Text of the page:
Monday, 10 July 2006

A biography of Robert Southey has recently been published by Yale University Press: Robert Southey: Entire Man of Letters. It is reviewed at I would love to read this book.

The reason [that Byron didn't regret taking the piss out of Southey in his early poem 'English Bards and Scotch Reviewers'] was Southey's acceptance of the laureateship in 1813. Put in context, the previous laureate, Pye, had been execrable, and his appointment was purely political, but so too was Southey's. The difference was that while Pye had been a commissioned officer in the Berkshire militia, an MP and a police magistrate, Southey had been a dangerous radical.

Southey, along with Coleridge and Wordsworth, was indeed a bit of a radical in his youth. The war that Napoleon waged against the rest of Europe turned them all off revolution pretty quick smart, though.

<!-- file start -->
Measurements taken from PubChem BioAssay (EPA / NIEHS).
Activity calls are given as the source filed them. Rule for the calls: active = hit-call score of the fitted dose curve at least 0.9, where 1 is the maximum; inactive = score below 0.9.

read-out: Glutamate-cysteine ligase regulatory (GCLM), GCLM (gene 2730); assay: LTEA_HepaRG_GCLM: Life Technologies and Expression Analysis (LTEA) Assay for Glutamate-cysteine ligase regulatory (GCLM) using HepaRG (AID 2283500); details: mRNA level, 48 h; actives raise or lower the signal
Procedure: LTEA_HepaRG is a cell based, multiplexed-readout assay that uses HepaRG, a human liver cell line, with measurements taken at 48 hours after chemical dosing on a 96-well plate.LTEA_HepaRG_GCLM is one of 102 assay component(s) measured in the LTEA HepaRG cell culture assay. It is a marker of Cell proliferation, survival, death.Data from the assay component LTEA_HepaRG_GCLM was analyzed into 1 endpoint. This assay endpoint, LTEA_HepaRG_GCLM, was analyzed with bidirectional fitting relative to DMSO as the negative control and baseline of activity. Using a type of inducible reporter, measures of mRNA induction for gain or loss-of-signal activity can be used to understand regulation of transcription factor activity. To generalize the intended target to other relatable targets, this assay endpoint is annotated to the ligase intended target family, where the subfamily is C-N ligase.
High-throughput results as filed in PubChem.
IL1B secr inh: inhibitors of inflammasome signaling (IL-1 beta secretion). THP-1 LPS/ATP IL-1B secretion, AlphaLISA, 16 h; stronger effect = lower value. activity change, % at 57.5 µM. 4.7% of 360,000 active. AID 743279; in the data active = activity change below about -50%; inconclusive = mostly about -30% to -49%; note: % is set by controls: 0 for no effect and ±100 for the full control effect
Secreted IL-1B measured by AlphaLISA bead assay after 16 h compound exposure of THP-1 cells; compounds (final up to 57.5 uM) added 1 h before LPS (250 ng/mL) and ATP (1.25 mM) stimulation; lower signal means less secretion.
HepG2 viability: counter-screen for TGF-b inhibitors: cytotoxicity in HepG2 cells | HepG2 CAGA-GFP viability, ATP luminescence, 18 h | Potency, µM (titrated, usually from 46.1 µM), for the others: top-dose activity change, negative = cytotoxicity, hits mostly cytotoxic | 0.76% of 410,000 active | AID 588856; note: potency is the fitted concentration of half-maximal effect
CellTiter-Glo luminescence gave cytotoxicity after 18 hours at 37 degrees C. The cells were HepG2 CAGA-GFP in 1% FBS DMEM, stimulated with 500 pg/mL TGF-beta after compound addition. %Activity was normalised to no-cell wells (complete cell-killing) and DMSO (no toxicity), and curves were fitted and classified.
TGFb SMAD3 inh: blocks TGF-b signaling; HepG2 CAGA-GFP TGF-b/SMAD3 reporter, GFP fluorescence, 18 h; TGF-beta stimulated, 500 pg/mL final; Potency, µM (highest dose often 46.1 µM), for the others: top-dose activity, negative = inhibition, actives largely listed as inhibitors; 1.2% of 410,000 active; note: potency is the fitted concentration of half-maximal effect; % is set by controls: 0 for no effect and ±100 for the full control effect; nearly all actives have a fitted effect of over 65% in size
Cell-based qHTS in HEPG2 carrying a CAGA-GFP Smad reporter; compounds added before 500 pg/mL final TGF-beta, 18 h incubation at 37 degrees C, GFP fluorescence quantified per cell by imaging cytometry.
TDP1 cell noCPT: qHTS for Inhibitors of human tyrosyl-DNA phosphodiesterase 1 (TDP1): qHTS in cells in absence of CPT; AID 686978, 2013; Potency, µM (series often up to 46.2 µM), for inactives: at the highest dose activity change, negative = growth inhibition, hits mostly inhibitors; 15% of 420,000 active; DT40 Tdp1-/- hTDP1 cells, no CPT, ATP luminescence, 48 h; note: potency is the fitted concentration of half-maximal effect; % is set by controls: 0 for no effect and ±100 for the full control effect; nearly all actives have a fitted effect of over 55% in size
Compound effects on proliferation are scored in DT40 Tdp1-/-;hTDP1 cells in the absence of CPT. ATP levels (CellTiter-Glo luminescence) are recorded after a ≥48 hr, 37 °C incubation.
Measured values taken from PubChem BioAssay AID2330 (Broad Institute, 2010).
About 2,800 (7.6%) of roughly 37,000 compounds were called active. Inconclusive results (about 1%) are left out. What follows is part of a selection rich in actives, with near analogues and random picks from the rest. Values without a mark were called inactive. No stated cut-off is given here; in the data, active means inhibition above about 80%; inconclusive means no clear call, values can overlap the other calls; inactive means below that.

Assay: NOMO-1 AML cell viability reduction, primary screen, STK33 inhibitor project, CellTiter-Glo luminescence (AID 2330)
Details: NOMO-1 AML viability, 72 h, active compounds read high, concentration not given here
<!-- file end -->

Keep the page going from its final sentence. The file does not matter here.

His laureateship was actually owed to Walter Scott, who was offered it and declined, suggesting to the authorities that they pick Southey instead. By this time, you might imagine, Southey was a died-in-the-wool conservative. As was Scott, who often wrote for the Tory magazine The Quarterly Review. In that publication, which was founded in 1809, Scott reviewed Jane Austen's Emma, in 1815.

Naturally, when Southey finally died the laureateship went to Wordsworth.

The 'Scotch Reviewers' part of Byron's title refers, of course, to The Edinburgh Review, a Whig publication founded in Scotland in 1802.

In those days, book reviews were significantly more elaborate than they are now, more on the scale of those found in The New York Review of Books than those found in your average broadsheet. They always contained large quotations from the works they focused on. This is a policy I've tried to follow on this blog, too, in case you hadn't noticed.

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